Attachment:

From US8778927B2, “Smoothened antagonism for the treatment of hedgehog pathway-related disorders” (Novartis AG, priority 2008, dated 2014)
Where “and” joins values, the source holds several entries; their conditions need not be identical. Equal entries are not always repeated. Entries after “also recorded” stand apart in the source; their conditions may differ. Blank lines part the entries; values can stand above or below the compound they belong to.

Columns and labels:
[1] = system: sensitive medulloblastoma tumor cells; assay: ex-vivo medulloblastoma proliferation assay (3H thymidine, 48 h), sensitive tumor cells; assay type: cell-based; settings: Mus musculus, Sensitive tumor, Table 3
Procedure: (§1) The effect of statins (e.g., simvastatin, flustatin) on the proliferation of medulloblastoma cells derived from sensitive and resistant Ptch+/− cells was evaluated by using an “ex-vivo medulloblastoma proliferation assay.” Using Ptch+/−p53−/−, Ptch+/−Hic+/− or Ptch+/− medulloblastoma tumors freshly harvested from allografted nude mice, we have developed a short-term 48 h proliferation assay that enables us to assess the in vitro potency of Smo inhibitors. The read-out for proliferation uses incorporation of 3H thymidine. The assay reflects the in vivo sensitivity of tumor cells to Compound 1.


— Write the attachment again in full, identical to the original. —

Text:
From US8778927B2, “Smoothened antagonism for the treatment of hedgehog pathway-related disorders” (Novartis AG, priority 2008, dated 2014)
Where “and” joins values, the source holds several entries; their conditions need not be identical. Equal entries are not always repeated. Entries after “also recorded” stand apart in the source; their conditions may differ. Blank lines part the entries; values can stand above or below the compound they belong to.

Columns and labels:
[1] = system: sensitive medulloblastoma tumor cells; assay: ex-vivo medulloblastoma proliferation assay (3H thymidine, 48 h), sensitive tumor cells; assay type: cell-based; settings: Mus musculus, Sensitive tumor, Table 3
Procedure: (§1) The effect of statins (e.g., simvastatin, flustatin) on the proliferation of medulloblastoma cells derived from sensitive and resistant Ptch+/− cells was evaluated by using an “ex-vivo medulloblastoma proliferation assay.” Using Ptch+/−p53−/−, Ptch+/−Hic+/− or Ptch+/− medulloblastoma tumors freshly harvested from allografted nude mice, we have developed a short-term 48 h proliferation assay that enables us to assess the in vitro potency of Smo inhibitors. The read-out for proliferation uses incorporation of 3H thymidine. The assay reflects the in vivo sensitivity of tumor cells to Compound 1.